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Posts tagged "STIs"

plannedparenthoodsp:

This month, we want you to do one of the most important (and simplest) things you can do to protect your health:  get tested for STDs.  Getting tested is a basic part of staying healthy and taking control of your sex life.  Make an appointment to get a quick, easy, and painless STD test today: http://p.ppfa.org/Oewvsn

This comes up A LOT at Scarleteen, so just a reminder:

If you think — or are saying to others — things like that if you are using a method or methods of contraception, then there is no risk of pregnancy, or if you are either using safer sex practices, or aren’t, but you and partners have not had previous sexual partners, or have but have recently been tested for all the STIs you each can with negative results that there is no risk of STIs?

Please understand that is false.

If and when we are engaging in the activities — or have been made part of them unwillingly via abuse or assault — that pose those risks, there will always be SOME level of risk there still, including when we are using things, like birth control, latex/nonlatex barriers and testing, to reduce those risks. 

Those things reduce risks (sometimes by a little, sometimes by a lot, depending on what all we are using and how well we are doing so): they do not remove them.

If you only feel comfortable with NO risk of these things — and it’s okay if you don’t; most people will choose to take some level of risk of them because they can handle that and want to have the kinds of sex that present those risks — then you have to choose not to engage in those activities. At all.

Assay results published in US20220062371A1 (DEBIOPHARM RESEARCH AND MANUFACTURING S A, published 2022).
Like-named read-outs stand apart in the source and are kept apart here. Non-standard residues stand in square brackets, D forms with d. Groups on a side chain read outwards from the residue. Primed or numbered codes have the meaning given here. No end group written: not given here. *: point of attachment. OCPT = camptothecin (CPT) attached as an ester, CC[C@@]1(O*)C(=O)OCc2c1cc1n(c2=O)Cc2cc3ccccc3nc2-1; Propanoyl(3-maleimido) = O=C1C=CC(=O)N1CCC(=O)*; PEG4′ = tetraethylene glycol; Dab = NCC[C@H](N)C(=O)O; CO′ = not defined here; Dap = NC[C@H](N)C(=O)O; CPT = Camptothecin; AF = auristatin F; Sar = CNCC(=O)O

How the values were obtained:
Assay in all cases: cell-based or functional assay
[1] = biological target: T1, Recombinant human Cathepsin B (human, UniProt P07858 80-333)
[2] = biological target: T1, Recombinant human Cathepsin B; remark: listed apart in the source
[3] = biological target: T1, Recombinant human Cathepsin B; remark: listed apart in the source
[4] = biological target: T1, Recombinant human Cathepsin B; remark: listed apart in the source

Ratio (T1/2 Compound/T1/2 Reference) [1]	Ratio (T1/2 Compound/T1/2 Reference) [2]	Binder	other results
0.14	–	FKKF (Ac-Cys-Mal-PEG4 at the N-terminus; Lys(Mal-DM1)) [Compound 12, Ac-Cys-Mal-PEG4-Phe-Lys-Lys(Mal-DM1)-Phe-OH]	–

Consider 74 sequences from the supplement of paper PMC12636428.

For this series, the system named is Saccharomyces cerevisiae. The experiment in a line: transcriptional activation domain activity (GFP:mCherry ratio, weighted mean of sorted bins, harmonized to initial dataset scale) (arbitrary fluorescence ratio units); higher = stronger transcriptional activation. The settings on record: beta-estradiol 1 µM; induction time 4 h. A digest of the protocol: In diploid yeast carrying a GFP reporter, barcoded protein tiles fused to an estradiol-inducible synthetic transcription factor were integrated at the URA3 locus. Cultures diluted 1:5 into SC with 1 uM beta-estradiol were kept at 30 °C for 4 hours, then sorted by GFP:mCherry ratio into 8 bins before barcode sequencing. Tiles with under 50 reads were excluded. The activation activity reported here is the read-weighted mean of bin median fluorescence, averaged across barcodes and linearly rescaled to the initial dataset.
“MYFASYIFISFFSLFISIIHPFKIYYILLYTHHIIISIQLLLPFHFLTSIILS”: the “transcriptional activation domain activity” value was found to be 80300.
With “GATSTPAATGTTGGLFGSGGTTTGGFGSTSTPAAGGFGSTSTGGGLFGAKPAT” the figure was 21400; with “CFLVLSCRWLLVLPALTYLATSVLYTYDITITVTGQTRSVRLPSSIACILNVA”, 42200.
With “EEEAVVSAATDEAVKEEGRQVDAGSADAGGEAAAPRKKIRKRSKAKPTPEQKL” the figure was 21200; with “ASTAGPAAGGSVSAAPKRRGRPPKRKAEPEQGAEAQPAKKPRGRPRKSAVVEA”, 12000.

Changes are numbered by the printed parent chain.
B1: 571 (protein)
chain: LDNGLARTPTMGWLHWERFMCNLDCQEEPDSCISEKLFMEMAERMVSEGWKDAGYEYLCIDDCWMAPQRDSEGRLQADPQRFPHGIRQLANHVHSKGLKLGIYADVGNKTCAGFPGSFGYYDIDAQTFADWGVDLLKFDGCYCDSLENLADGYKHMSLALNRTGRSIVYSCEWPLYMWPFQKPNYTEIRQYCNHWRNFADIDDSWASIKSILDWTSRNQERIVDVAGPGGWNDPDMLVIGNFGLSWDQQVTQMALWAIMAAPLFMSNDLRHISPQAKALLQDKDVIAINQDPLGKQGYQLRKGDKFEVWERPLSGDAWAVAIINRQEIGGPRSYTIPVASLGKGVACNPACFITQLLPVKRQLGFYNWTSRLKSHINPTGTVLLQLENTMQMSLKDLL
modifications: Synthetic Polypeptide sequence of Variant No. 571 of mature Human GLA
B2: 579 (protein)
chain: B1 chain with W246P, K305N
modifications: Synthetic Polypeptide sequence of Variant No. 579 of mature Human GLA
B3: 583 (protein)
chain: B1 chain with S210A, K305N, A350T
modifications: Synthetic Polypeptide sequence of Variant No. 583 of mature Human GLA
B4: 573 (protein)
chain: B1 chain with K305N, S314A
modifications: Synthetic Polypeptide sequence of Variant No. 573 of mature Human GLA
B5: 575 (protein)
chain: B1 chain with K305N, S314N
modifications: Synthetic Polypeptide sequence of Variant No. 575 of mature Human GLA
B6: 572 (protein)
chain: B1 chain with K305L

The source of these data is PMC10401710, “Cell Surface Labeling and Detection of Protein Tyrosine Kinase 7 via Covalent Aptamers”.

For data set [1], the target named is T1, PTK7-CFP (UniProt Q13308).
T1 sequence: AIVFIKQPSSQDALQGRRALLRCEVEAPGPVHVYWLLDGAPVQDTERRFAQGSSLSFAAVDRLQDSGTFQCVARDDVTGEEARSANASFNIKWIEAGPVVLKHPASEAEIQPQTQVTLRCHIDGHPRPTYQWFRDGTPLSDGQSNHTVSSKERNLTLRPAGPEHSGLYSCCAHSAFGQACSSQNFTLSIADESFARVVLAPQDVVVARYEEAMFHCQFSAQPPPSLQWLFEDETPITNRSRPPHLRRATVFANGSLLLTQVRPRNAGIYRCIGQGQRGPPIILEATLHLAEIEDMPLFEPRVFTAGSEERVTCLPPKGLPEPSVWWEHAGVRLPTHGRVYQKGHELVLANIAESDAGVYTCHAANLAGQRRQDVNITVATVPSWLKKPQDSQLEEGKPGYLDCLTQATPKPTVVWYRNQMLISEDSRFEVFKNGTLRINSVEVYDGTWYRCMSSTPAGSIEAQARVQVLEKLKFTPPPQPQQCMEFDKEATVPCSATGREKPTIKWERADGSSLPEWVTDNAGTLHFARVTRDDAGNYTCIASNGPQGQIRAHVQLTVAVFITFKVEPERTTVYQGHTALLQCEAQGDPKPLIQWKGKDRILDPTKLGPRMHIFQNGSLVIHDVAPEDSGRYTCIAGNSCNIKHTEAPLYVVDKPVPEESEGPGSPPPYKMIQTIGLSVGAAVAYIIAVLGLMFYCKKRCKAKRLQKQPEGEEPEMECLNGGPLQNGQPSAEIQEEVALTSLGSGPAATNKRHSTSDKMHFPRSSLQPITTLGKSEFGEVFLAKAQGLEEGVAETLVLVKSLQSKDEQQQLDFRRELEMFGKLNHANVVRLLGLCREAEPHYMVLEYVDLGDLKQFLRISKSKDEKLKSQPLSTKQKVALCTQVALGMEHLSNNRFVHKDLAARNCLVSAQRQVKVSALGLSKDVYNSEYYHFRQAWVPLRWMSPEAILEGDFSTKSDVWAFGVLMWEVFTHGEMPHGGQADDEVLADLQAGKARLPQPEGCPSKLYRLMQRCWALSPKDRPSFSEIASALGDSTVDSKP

If you want reduced risks of either or both of those things, then you have to use things and practices that reduce those risks.  If you want to engage in those activities with the lowest risks you can have, then you need to do things like using dual contraception, including one highly effective method, and be really serious about safer sex — using barriers all the time and for all the activities that pose those risks, always keeping up with testing and insisting partners do, too.

Again, there is no one right set of choices here: this is about what you are yours want and feel most comfortable with now and in the long-term. 

But just so we all understand, there is no, for example, penis-in-vagina intercourse that poses NO risk of pregnancy (when the people involved have bodies capable of reproduction) or STIs, even with contraception and safer sex practices to the letter. Just like we can’t say we are going to go out and have no risk of catching a cold interacting with other people during cold season because we are washing our hands.

If NO RISK — none at all — is what you want or need for yourself, then you will need to choose not to engage in the activities that present those risks at all.

(And of course, if you want to find out how to reduce these risks with any activity, either of pregnancy or STIs, or want help figuring out what you even want and need around all this in the first place, we’re always available at Scarleteen with both the information on all of that and to talk with you about it, if you’d like.)

shafp:

The Internet is brimming with contradictory claims about sexual health, and you don’t know what to believe. Your friends give you advice, but you’re not sure if it sounds right. To make things worse, you might not have had evidence-based, medically accurate sex education in your school. In this edition of our STD Awareness series, we’ll take on a few myths about sexually transmitted diseases to help you sort fact from fiction.

1 MYTH: You can tell if someone has an STD by looking at them.
You might expect that if someone has an STD, their genitals would have blisters, warts, or noticeable discharge. But your partner looks fine, so you might think there’s no need to ask when his or her last STD test was.